Manchester United's Rio Ferdinand photographs with his mobile phone as his team mates arrives at the venue of a training session Tuesday July 24, 2012 in Shanghai, China. Manchester United traveled to Shanghai for their off session friendly soccer match against Shanghai Shenhua on July 25. (AP Photo/Eugene Hoshiko)

‘Numbers are always news.’

So I was once told by a former editor, and he was right. People love stats, and lists. The price of a thing, or the amount of things, or the number of times a thing happens.

“The big dogs belong to
a footballer and a mentalist…”

Given that we’ve looked at the effect of social media and online reviews on bars and restaurants in the last few weeks, I thought it might be fun to look at the restaurants that shine brightly in the Twittersphere. And ask ourselves if it makes a blind bit of difference to their businesses.

So following an exhaustive* search on Twitter, here’s what we know.

The big dogs belong to a footballer and a mentalist; Aiden’s place beats Simon’s place; burgers beat hot dogs; and being small is no drawback.

Rosso takes the crown as most-followed – over 50,000 people hang on their every word, presumably boosted along by the Albert Camus-esque musings pf part owner Rio Ferdinand.

Just behind, on 42,865, is…yes, Almost Famous. ‘A social media phenomenon and occasional restaurant’ was how someone once described it to me, but the Northern Quarter patty peddlars certainly know how to work that social media following.

You Are What You Tweet! How Rio and Almost Famous Lead Manchester’s Twitter Army of Foodies I Love Manchester

Which has occasionally led to scrapes with nearby meat merchants Solita, who have 22,824 followers.

That’s more than AF’s Mexican off-shoot, Liquor & Burn, however, who have 17,371 followers. Although if you bundle that in with the big beast original and its bigger brother over at the Great Northern Warehouse (12,438 followers) that gives the Famous machine more than 72,000 Twitter disciples.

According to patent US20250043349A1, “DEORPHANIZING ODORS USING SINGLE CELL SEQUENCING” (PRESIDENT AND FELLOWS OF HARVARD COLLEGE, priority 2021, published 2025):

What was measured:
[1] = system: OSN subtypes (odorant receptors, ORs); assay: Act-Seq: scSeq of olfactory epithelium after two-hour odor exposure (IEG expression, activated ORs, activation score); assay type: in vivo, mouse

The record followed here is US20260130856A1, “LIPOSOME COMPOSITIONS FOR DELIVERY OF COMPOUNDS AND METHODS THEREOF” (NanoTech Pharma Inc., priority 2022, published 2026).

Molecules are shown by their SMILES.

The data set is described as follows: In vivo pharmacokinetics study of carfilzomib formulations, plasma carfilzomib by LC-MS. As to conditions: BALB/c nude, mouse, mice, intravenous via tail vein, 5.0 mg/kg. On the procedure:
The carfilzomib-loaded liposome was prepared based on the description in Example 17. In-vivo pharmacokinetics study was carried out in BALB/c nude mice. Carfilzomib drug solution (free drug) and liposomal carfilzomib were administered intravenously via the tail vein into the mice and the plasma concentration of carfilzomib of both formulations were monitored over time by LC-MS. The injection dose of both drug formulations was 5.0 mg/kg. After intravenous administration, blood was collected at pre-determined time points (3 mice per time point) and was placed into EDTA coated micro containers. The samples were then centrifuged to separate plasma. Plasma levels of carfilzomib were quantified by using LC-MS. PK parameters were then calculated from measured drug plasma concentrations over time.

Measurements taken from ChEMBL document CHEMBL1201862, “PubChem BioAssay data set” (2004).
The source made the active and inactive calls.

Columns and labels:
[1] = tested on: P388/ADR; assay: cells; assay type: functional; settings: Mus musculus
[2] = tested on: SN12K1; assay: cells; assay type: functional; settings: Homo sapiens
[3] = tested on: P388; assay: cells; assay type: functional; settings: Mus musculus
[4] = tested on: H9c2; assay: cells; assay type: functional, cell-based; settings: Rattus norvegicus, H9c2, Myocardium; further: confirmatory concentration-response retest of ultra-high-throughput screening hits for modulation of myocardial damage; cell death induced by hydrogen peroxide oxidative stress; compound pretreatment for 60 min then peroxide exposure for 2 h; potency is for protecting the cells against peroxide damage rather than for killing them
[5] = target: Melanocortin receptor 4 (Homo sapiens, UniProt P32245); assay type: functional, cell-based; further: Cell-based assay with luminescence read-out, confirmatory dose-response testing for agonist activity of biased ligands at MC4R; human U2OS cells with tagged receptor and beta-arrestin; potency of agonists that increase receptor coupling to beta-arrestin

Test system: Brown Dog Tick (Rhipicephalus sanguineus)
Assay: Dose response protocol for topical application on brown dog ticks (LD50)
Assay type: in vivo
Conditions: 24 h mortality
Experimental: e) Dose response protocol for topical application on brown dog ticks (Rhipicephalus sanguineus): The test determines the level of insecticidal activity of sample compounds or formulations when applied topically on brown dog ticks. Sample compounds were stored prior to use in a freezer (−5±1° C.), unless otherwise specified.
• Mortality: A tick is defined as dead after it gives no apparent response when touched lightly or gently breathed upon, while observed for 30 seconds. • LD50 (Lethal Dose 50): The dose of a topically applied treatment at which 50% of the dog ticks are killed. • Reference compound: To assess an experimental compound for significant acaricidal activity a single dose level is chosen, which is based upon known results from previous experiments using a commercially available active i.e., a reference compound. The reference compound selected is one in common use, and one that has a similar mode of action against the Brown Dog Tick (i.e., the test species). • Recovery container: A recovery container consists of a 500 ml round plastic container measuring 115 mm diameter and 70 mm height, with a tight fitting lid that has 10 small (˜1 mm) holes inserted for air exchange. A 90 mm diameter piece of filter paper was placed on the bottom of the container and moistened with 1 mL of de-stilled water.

That’s an Old Trafford football crowd, give or take.

The leaders of the hot dog ‘scene’ (if there is such a thing) are DogsNDough, who can point to their 6,142 Twitters followers whilst kissing their metaphorical biceps and staring over at The Splendid Sausage Company’s 4,703 fans.

In fine dining land, where Twitter accounts are far less important than the food, 17,000 of you follow Manchester House, compared to the 6,500-strong support for The French.

Over in the Northern Quarter, where people tweet their friends whilst sitting next to each other, because speaking is deeply uncool, until it becomes suitably retro enough to be resurrected), Kosmonaut are not far off the 10,000 mark, neighbours El Capo only have half that, oldie but goody Odd Bar sits somewhere in between with 7,200.

Black Dog Ballroom, which has a Twitter account largely controlled by a Patterdale Terrier, beats the lot of them though, with 10,037 followers.

Of those restaurants in Manchester’s Premier League dining scene that jostle for the Champions’ League spots, San Carlo has 14,768 virtual hangers on, while Australasia can make noises about nothing being won in May, despite the fact they have a healthy 5,000 advantage on the pasta-fuelled Di Stefano juggernaut.

Harvey Nichols’ 2nd Floor Restaurant is waaaaaaaaaaaaaaaaaaay better than its meagre 1,200 Twitter following, as is Abode (3,355) and Room (5,692).

And in David v Goliath news, Viet Shack (Manchester Arndale food court, total size of operations less than a phone box) has 6,393 followers whilst pan-Asian chain Tampopo has 2,519.

But what does it all mean? I don’t know. But what is clear is that some bigger operators aren’t leveraging – or are just ignoring – the social media element of simply being in business these days, and the role it can play to bringing new customers through your door.

And some smaller operators understand that it’s a free form of advertising that is – largely – controllable and which can be targeted pretty easily.

Being a restaurant operator on Twitter must be the equivalent of having 20,00 idiots knock on your bathroom door every time you try and nip to the loo; but the upside is that you get to tell the world who you are and what you do in a way that is far easier, cheaper and much more fun than ever before.

Advertising on well-informed websites like this one is required too – and engaging with local food bloggers is something that lots of places in Manchester do very well, even if they are a right collection of oddballs (smiley face).

But if you want to be the biggest noise of all, the trick is easy. Be a Premiership footballer.

What? Oh.

*five minutes. Tops.

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